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Operation from B-29 "Fifi" at Omaha's Eppley Airfield

The SACMARC had the fortuitous opportunity to operate from the B-29 "Fifi" on Tuesday, June 24th and Wednesday, June 25th, 1997, and use amateur radio communications to educate the amateur radio community about the Confederate Air Force, the SACMARC, and the last flyable B-29 Superfortress in the world, "Fifi."

Attendees were:

  • Paul, K3FU
  • John, N4OWG
  • Peggy, NUEA
  • John, NTJQ
  • John, KA2NIC
  • Fred, KFG
  • Ray, N5SEZ
  • Larry, WPYA
  • Clay, WA6LBU

The Confederate Air Force and General Urschler were very enthusiastic about our presence. We had good media coverage, with cameramen from WOWT, Channel 6, and KPTM, Channel 42, coming out specifically to talk with us. We got some footage on 6, and a lot more footage on 42 (neither ran interviews with us, oh well...).

We chose to reactivate the former HQ SAC military recreation callsign KAIR for this operation. We had HF in the tail section (next to the observer's bubbles), and VHF voice/data under the starboard wing, and made about 50 contacts on 7.29, 14.29, 28.329, 28.429, 146.52, 147.48, and 146.94(-) MHz, operating both days. Furthest contact was Saskatchewan on 10 meters. We also had the opportunity to speak with many SAC veterans, some of whom remember the original KAIR. A few people took our literature and expressed interest in becoming amateurs.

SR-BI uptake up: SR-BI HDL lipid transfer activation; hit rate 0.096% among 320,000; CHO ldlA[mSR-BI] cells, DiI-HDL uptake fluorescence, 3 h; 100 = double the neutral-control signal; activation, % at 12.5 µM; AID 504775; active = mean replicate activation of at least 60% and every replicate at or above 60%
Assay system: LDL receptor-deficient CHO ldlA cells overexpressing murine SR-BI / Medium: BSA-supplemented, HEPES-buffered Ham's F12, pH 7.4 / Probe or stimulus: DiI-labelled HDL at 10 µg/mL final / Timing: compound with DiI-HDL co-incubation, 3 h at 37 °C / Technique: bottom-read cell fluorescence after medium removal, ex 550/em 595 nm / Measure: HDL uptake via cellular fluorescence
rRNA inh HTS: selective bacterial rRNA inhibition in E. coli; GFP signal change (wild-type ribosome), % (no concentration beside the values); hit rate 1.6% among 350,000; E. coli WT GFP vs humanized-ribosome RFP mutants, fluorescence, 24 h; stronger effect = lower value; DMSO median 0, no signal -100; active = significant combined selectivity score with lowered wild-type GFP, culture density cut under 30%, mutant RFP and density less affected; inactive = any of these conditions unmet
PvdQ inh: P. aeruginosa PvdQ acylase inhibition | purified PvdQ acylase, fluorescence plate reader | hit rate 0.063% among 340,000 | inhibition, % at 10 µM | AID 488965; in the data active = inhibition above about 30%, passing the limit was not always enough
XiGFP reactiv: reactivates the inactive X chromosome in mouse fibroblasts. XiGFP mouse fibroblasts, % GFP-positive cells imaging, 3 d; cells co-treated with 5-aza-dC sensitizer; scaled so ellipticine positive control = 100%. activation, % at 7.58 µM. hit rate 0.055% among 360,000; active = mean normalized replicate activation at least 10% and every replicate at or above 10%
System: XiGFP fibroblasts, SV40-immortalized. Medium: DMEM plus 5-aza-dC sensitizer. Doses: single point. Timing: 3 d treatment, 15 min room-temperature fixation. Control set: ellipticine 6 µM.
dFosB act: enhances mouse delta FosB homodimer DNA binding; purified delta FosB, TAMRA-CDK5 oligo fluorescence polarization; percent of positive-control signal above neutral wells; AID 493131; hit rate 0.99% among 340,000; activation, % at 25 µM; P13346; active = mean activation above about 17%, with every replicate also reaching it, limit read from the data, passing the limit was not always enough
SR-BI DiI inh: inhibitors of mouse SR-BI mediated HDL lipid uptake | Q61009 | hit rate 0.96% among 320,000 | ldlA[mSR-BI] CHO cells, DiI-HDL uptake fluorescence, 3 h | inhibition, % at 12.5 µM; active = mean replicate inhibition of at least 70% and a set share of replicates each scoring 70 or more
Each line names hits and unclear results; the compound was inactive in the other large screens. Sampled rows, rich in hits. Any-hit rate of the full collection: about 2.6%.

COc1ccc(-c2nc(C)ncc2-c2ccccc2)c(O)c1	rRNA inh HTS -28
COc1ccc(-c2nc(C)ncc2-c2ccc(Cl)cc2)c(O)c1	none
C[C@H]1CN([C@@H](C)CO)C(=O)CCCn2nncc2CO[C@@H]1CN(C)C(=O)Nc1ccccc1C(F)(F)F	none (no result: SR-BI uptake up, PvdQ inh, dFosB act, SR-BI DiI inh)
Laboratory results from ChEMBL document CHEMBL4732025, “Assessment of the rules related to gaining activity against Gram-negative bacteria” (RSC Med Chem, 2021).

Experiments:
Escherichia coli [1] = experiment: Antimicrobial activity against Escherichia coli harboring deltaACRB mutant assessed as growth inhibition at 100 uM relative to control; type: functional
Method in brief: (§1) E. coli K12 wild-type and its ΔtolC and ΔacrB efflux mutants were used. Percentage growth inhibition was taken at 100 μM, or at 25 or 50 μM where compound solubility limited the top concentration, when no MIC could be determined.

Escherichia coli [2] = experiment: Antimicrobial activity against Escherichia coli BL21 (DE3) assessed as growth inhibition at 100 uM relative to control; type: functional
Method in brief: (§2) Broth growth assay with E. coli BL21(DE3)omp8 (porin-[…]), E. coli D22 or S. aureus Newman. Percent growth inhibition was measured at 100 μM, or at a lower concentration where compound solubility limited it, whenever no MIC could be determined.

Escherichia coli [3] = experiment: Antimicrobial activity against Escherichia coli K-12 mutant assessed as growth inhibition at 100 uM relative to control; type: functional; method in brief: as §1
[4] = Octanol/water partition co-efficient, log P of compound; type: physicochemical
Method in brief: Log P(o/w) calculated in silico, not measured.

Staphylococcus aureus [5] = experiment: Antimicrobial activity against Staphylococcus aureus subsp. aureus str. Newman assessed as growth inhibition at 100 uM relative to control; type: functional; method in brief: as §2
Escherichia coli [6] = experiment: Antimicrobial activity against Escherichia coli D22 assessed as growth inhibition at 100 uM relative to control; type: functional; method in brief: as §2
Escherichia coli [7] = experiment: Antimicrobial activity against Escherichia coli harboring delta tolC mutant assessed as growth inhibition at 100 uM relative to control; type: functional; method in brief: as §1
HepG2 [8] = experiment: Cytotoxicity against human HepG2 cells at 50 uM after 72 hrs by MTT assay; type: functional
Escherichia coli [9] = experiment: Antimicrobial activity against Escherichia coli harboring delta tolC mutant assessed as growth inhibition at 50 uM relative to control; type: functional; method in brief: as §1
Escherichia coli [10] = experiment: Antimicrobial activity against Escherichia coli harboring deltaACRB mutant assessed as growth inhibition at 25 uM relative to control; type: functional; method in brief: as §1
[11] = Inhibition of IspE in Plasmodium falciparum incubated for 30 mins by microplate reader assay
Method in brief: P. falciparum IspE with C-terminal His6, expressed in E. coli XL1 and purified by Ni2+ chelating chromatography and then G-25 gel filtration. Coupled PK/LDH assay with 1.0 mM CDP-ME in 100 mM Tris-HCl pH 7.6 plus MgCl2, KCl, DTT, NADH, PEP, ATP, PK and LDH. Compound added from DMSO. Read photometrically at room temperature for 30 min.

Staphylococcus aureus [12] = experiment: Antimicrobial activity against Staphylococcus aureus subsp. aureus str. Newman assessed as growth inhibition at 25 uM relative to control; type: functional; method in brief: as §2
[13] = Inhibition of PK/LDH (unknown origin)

A lot of volunteer operation effort, and donation of equipment, made this possible. In addition to the individuals above, N9XTN lent his full portable packet station, WCR donated some "soft," but still quite usable, deep-cycle marine batteries, and KGAR lent us some nice sturdy mil-spec folding tables. We had just enough equipment and manpower to make a good go of it. If we had had just a bit more, we could have been that much more effective. Of course, if we had much less than what we had, we probably could not have made it happen.

Thanks to everyone who made this possible, and put KAIR back on the air, preserving USAF and SAC communications history, publicizing the CAF B-29, and putting a good public face (including in the local mass media) on amateur radio.

Because of our effort (and the one by the individuals in North Carolina at the National Experimental Aircraft Association's "Young Eagles Day" last summer, see April QST), it's very possible that in the foreseeable future, the CAF planes will fly with a dedicated volunteer amateur radio operator on board (this according to one of the CAF pilots, KB5RTY).

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